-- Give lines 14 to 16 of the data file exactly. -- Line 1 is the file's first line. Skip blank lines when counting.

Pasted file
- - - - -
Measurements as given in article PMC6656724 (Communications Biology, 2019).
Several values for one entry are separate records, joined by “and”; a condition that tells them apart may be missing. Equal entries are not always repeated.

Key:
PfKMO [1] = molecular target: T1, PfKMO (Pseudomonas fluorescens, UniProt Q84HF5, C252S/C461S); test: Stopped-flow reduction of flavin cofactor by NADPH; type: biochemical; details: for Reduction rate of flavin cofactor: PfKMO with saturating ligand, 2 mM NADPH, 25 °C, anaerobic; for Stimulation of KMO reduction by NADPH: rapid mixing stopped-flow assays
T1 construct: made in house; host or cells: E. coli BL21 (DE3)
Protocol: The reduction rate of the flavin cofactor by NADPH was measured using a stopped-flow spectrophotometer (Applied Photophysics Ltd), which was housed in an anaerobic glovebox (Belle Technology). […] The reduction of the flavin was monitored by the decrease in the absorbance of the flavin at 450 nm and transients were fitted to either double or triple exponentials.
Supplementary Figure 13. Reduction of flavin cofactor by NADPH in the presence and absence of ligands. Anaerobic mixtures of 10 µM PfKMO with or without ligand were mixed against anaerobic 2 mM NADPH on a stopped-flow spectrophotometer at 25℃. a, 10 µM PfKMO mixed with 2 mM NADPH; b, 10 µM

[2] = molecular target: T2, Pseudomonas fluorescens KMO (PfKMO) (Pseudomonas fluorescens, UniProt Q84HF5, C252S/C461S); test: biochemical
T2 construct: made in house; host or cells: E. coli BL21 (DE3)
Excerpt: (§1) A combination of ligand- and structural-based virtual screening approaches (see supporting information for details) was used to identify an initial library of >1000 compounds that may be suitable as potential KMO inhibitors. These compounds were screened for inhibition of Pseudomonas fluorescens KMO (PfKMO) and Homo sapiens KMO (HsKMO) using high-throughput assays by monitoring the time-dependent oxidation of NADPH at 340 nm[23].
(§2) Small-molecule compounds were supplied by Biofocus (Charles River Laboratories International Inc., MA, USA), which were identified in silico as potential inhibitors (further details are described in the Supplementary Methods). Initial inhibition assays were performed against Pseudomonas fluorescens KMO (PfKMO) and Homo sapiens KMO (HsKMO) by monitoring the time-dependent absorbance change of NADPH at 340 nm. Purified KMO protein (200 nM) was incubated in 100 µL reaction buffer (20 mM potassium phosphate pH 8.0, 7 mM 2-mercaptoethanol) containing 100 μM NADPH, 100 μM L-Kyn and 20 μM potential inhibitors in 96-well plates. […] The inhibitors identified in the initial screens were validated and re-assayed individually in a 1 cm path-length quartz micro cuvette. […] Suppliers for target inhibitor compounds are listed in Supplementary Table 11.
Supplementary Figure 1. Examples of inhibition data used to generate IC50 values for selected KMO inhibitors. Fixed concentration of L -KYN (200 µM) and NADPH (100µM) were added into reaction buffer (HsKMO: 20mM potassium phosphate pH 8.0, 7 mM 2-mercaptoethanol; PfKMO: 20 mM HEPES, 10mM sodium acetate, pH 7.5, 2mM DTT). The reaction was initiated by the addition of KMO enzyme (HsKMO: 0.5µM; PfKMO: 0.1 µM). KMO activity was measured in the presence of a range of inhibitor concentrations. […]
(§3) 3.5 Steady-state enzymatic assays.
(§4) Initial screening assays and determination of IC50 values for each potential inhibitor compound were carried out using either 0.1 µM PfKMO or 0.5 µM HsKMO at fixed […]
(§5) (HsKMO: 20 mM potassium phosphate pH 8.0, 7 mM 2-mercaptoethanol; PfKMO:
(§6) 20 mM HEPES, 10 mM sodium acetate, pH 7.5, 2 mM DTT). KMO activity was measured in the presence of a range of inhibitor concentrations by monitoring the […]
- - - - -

(§4) Initial screening assays and determination of IC50 values for each potential inhibitor compound were carried out using either 0.1 µM PfKMO or 0.5 µM HsKMO at fixed […]
(§5) (HsKMO: 20 mM potassium phosphate pH 8.0, 7 mM 2-mercaptoethanol; PfKMO:
(§6) 20 mM HEPES, 10 mM sodium acetate, pH 7.5, 2 mM DTT). KMO activity was measured in the presence of a range of inhibitor concentrations by monitoring the […]